Everyone knows what is lavender. And everyone likes it too! This gorgeous blue-purple flower is famous for its nice smell which creates a relaxation effect. We use lavender scents all the time; simply look at your cosmetics, sprays, perfumes, fabric softeners, lotions! But, can this flower be food for our herbivore guinea pigs? Let’s find out below.
Can guinea pigs eat lavender? Yes, guinea pigs can eat lavender. This flower is edible, and humans can consume it too, not just pets. The lavender has a specific flavor and its scent is quite calming, so it can even be useful during times of stress. The guinea pigs can also feel stressed or anxious, so lavender would be a useful treat for them too. If this is a new food for the cavy, introduce it slowly in the diet until it gets used to it over time.
So far it seems that lavender is a perfect flower; it relaxes, releases a nice smell, and is edible too! However, before we feed the guinea pig some lavender, let’s see all the pros and cons, and some other facts too. In the sections below, you will find useful information about this flower.
Health Benefits of Guinea Pigs Eating Lavender
Lavender is famous for the calming effect from the scent. For this purpose, lavender is mostly used in tea, balms, and lotions, as essential oil – the options are limitless. But, lavender also has a calming effect even when it’s consumed – the guinea pig would smell the lavender before it starts chewing it, and this is a win-win situation!
Lavender has an astonishing 100 complex compounds, such as antioxidants and phytochemicals. The most famous compound is the limonene, and it stimulates the enzymes in the stomach and in the liver. This process detoxifies the whole body on the inside.
Healthy Cardiovascular System
Lavender has zero cholesterol and this is a good thing. Cholesterol damages the blood vessels because it builds up in them. This increases the risk of heart attack or stroke. Luckily, lavender consuming won’t damage the cardiovascular system or the blood vessels.
This flower is low in calories and in fat. This means eating lavender will not create fat tissue all over the body, and there isn’t an excess of calories that must be burnt afterward. Lavender has just 2 calories per 1 teaspoon.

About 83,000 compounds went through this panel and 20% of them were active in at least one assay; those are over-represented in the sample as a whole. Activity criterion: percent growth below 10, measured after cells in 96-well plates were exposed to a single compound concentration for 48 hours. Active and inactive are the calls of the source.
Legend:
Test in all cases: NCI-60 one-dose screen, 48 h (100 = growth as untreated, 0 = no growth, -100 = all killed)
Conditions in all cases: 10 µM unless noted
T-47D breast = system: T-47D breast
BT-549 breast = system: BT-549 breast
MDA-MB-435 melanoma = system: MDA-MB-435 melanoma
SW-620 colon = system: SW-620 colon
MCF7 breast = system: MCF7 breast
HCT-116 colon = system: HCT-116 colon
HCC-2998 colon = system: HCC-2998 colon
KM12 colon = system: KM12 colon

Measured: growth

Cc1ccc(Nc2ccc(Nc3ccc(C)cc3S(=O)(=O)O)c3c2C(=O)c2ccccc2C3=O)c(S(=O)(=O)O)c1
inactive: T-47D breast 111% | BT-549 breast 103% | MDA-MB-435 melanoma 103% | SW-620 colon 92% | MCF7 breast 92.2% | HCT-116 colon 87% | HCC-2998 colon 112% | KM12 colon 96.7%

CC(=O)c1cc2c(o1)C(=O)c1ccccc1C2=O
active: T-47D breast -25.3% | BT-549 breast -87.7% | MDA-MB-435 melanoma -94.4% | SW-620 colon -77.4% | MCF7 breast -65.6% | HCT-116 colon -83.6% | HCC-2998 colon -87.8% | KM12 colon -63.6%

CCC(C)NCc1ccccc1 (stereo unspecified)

Lavender also contains vitamin C. This vitamin is crucial for the overall health of the guinea pigs, but sadly, they don’t produce it naturally and can’t store it either. The guinea pig benefits from any food with vitamin C, or from supplements. Without this vitamin, guinea pigs get scurvy which has awful symptoms: internal bleeding, rough coat, fatigue, diarrhea, loss of appetite, and swollen joints.
Lavender may be low in calories, but this still counts as an energy source. Just like any food item, lavender has carbs and proteins which are the main energy sources that warm up the body.
There is also iron in lavender. This nutrient is extremely important because it fights anemia and keeps the blood healthy. Without enough iron, the blood is not in optimal health and there are risks of fatigue, iron-deficient anemia, getting sick often, and looking pale all the time. If untreated, the symptoms will be worse over time.
Nutrition Facts of Lavender
Lavender flower usually lasts a few days, unlike other fresh items that spoil easily. This is good because at first you surely wouldn’t feed the guinea pig lavender every day. This long shelf-life lets you experiment with different foods in the meantime, so no worries about lavender spoiling fast.
Here is the nutritional information per 1 tsp of lavender:
- Low in calories – 2 g. This is a really low amount and it will not make your guinea pig gain weight.